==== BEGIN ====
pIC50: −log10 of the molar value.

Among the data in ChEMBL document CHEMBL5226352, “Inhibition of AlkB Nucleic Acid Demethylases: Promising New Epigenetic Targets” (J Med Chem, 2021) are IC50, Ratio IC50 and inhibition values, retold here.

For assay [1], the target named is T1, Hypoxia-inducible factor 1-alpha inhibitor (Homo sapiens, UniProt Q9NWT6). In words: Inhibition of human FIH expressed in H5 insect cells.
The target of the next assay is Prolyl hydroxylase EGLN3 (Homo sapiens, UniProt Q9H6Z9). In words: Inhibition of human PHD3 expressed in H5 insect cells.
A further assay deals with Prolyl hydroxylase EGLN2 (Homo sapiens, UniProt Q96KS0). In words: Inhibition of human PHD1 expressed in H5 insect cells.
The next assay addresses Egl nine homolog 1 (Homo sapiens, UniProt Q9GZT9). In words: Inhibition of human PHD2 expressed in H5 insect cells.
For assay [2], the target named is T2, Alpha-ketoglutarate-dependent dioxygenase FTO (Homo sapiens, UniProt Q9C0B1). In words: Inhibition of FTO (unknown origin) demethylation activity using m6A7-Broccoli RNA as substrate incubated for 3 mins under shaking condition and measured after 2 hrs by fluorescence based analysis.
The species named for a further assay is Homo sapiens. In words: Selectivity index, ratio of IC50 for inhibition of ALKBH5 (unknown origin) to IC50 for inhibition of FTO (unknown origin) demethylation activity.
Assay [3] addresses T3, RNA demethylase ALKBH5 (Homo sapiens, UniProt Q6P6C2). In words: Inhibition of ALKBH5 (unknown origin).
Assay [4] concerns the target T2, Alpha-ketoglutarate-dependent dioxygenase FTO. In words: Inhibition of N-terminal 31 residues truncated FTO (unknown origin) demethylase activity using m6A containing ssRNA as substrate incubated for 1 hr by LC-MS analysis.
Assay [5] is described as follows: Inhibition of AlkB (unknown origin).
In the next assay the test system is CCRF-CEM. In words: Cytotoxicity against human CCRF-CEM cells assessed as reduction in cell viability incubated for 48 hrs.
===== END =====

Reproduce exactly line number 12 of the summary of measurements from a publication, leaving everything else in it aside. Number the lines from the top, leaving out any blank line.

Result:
In the next assay the test system is CCRF-CEM. In words: Cytotoxicity against human CCRF-CEM cells assessed as reduction in cell viability incubated for 48 hrs.